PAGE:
As New Jersey faces a budget crisis, among the biggest challenges are shortfalls created because chief economist Charles Steindel’s revenue projections have been short four of the past five years.
Those misses by Steindel, who came to Trenton after 25 years at the Federal Reserve Bank of New York, amount to a net $3.5 billion, according to data from state reports. That’s almost enough to cover the pension payments on which Governor Chris Christie is skimping to close two years of budget gaps.
Christie created the chief economist’s office in 2010 as he criticized his Democratic predecessors for spending gimmicks that put politics above sound fiscal choices. Four years later, it is lawmakers who blame the Republican governor’s administration for deepening New Jersey’s plight with over-optimistic estimates.
“There must have been very strong pressure for budget aspects and revenue performance to conform to the kind of political economic model that the governor has been pushing,” said Howard Chernick, an economics professor at Hunter College of the City University of New York.
Since taking office in 2010, Christie has lowered business taxes and urged the Democratic-led legislature to cut income levies, while blocking efforts to raise taxes on the wealthy.
Christie, since taking office, has been dogged by revenue shortfalls and rising pension costs. The three major credit-rating companies have all indicated that the state may face a seventh downgrade, a record for a New Jersey governor, if he and lawmakers can’t end recurring deficits.
Joseph Perone, a spokesman for the treasury department, said Steindel wasn’t available for an interview.
Steindel, tall, trim and gray-haired, with a quiet speaking voice, comes to testify on budget or investment matters with numbers committed to memory. At the Fed, co-workers played a game they called “Stump Charlie,” testing his knowledge of trivia, according to an April 2012 profile in NJBIZ, a weekly business journal. He is a panel member for the Survey of Professional Forecasters, the oldest quarterly macroeconomic poll in the U.S., according to its website.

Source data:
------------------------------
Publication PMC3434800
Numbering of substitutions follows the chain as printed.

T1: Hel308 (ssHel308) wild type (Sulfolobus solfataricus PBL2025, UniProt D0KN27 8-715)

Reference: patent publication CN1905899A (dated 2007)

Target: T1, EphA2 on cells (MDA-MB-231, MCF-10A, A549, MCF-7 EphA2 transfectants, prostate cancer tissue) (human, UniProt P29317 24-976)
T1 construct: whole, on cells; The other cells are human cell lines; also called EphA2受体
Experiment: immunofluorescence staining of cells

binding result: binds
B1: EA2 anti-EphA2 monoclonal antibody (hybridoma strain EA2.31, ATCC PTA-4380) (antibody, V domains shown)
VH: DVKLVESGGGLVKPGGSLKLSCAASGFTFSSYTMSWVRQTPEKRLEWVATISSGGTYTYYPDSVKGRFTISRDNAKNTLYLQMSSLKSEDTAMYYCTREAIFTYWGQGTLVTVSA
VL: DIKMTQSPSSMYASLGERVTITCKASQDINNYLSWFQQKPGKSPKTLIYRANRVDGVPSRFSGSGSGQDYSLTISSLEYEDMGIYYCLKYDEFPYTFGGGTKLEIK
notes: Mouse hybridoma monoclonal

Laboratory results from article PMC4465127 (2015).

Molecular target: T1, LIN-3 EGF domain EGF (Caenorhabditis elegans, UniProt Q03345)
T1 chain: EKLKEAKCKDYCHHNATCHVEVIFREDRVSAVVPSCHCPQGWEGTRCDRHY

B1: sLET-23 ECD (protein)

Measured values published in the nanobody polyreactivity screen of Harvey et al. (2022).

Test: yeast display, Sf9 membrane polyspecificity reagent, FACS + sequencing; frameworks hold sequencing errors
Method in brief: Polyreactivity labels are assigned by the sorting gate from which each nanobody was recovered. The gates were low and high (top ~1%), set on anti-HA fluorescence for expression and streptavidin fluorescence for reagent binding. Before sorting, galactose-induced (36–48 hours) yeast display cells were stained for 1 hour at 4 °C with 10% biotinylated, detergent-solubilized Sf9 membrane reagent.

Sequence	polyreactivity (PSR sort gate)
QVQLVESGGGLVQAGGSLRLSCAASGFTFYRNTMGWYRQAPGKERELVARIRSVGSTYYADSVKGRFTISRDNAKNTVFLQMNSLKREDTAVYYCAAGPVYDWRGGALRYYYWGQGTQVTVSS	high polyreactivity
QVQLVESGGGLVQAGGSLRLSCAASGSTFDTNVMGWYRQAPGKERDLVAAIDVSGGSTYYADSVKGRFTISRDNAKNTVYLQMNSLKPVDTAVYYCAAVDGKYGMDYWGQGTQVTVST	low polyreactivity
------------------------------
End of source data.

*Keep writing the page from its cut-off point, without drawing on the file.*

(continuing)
While at the Fed, Steindel co-wrote a research report in which he said a tax surcharge on high earners could offset lower revenue during an economic slowdown.
In Trenton, Steindel has said New Jersey doesn’t need such an increase, and has co-authored three papers supporting an administration tenet: The rich leave when their taxes increase.
Christie, 51, has twice vetoed Democratic-sponsored measures to raise income taxes on residents earning $1 million or more. On June 11, he rejected a Democratic lawmaker’s compromise that would have raised the so-called millionaire’s tax while repealing a levy on estates.
Christopher Santarelli, another treasury spokesman, said the missed projections were caused in part by New Jersey’s volatile tax structure, the economic effects of Hurricane Sandy and federal measures that prompted high-income filers to accelerate payments. The wealthiest 1 percent contribute about 40 percent of income taxes in New Jersey.
“I bear the lion’s share of responsibility,” Treasurer Andrew Sidamon-Eristoff, a Christie appointee, told lawmakers at a May hearing. “It is, after all, treasury’s revenue estimates that form the foundation of the budget.”
Kevin Roberts, a Christie spokesman, referred questions about Steindel and the revenue forecasts to the treasurer’s office.
The chief economist and his colleagues “constantly try to refine their modeling techniques for projecting revenues to find more precise solutions,” Santarelli said in an e-mail.